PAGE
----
Photo: Tienda Ayöök, Clay Rabbits
2019 is the International Year of Indigenous Languages (Año Internacional de las Lenguas Indígenas).
Suggestions are welcome as continue to edit and update this page.
Questions for the organizers
- What are the hashtags for the 2019 International Year?
Questions for organizers of other events
- Will there be a celebration of the International Year of Indigenous Languages on … Biodiversity Day? World Environment Day? World Tourism Day?
Questions for Indigenous peoples
- What words would you like others to know from your language?
- What would you like to learn during the 2019 International Year of Indigenous Languages?
- What would you like others to know about your language, your culture?
Questions for non-Indigenous peoples
- How can you be supportive of the 2019 International Year of Indigenous Languages?
- Which Indigenous languages would you like to learn?
- How do we champion efforts to conserve Indigenous languages and cultures?
- How do we engage visitors?
Planeta.com embeds and spotlights Indigenous culture and tourism throughout our website. We acknowledge traditional owners, and amplify Indigenous voices around the world. We take travel and tourism seriously as means of experiential education and have led workshops with the Convention on Biological Diversity, Australia Aboriginal Tourism Association, Native Innovation, and Oaxaca tourism. We celebrated 2019 as the International Year of Indigenous Languages and look forward to the International Decade of Indigenous Languages (2022-2032).
Planeta.com will be updating relevant features that showcase successful language conservation campaigns including Dizhsa Nabani, #UsaTuVoz , Kumoontun, and Māori Language Week / Te Wiki o te Reo Māori.
- Can you create and share a video celebrating the International Year of Indigenous Languages?
- Can you create fan art, murals, artwork celebrating International Year of Indigenous Languages?
The world’s celebration of Indigenous Languages does not conclude at the end of 2019.
UNGA adopted the resolution on the rights of Indigenous Peoples which includes the proclamation of 2022-2032 as International Decade of Indigenous Languages.
Background from the UN:
The 55th meeting of the 3rd Committee of the United Nations General Assembly, saw the adoption of the resolution on “Rights of Indigenous peoples.” The resolution stresses the urgent need to preserve, promote and revitalize endangered languages, and further proclaims 2019 the International Year of Indigenous Languages, inviting UNESCO to “serve as the lead agency for the Year.”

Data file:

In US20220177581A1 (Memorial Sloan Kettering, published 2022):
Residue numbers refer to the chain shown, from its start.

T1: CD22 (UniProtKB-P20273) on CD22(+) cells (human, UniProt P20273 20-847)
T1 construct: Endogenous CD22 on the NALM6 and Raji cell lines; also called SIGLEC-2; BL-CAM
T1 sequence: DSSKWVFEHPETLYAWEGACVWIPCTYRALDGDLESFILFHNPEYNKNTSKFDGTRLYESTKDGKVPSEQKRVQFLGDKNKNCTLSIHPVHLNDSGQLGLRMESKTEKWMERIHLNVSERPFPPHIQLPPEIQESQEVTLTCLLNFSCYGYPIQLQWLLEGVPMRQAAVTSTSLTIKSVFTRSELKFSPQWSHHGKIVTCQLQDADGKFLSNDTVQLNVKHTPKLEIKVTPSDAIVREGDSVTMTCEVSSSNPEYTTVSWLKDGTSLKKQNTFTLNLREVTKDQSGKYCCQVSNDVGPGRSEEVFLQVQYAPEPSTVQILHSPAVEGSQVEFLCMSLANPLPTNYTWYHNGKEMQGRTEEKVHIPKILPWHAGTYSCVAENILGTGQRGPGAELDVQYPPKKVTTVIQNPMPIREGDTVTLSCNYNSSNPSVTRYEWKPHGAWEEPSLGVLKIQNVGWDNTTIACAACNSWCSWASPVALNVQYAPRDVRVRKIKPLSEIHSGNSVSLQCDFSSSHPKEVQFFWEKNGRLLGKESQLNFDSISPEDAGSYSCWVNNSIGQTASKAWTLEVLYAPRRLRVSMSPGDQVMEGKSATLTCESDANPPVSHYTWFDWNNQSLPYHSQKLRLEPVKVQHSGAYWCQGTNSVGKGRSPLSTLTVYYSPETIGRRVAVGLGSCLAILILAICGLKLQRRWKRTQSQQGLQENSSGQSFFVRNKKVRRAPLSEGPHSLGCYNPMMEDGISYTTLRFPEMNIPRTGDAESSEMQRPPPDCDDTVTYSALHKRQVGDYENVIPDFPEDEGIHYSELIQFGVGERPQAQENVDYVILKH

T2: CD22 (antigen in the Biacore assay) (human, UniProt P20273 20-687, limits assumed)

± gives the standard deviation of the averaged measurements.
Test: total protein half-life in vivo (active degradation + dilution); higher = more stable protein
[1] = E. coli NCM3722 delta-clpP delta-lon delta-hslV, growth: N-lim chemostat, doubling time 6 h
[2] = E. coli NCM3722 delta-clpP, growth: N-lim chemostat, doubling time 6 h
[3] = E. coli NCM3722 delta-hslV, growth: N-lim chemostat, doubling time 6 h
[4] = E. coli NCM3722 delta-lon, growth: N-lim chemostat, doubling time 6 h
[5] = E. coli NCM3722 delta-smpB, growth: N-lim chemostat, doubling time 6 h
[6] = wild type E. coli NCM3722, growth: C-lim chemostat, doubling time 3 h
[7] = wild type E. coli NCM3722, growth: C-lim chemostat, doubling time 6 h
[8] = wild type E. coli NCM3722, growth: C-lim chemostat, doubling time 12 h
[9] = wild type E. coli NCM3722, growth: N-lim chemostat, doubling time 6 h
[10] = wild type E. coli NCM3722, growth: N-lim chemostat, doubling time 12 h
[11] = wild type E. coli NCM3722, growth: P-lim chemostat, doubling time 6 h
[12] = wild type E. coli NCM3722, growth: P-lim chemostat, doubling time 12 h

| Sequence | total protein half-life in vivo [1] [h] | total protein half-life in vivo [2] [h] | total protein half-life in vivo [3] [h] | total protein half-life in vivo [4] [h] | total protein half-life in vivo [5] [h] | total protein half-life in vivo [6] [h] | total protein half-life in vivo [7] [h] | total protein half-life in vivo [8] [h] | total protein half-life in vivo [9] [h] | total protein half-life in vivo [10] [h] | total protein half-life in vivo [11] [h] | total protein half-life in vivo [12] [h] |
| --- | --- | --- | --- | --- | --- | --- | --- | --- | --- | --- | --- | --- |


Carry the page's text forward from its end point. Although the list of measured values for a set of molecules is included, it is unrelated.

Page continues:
The text encourages Member States to work towards achieving the ends of the United Nations Declaration on the Rights of Indigenous Peoples.
The Resolution also reaffirms the importance of the empowerment and capacity building of Indigenous women and youth, including their full and effective participation in decision-making processes in matters that affect them directly, including policies, programs and resources, in particular in the areas of health, education, employment and the transmission of traditional knowledge, languages and practices. Additional emphasis has been put on international cooperation to support national and regional efforts to maintain and strengthen the distinct political, legal, economic, social and cultural institutions of Indigenous peoples, encouraging Member States to give due consideration to all the rights of Indigenous peoples in fulfilling the commitments undertaken in the 2030 Agenda for Sustainable Development and in the elaboration of national programs.
Apps, Emojis, Stickers
Australia’s first set of Indigenous emojis made on Arrernte land in Mparntwe/Alice Springs.
They were made by hundreds of young people with senior Arrernte cultural advisors for you to use!
Not long to wait now! Soon you will be pushing out Australia’s first set of Indigenous emojis, made by young people on Arrernte country. More https://t.co/RqgpAMG6lm #Indigemoji #indigenousX #IndigenousDX #digitalliteracy #haroldthomas #NAIDOC2019 pic.twitter.com/2VtouxfQVm
— ingeous studios (@ingeousstudios) July 11, 2019
— Joel Liddle (@joel_perrurle) November 22, 2019
Indigemoji has officially launched! 🙌
Australia's first set of Indigenous emojis made on Arrernte Country in Mparntwe/Alice Springs.
The app is now available on Android and iOS.
— International Year of Indigenous Languages 2019 (@IYIL2019) November 22, 2019
Indigemoji! Out today in all good app stores. So proud of this incredible team. Here is Graham, one of the lead emoji artists. I think he now dreams in emojis. Congrats @joel_perrurle @ingeousstudios @inDigiMOB @ASPLibrary and others. 💛 pic.twitter.com/W9Vi7waeZD
— Caddie Brain (@CaddieBrain) November 22, 2019
— MattNT (@MattNT11) November 22, 2019
The Indigemoji app has launched and you can now download it on your Android or Apple phone.
— Warlpiri Youth Development Aboriginal Corporation (@mttheo) November 21, 2019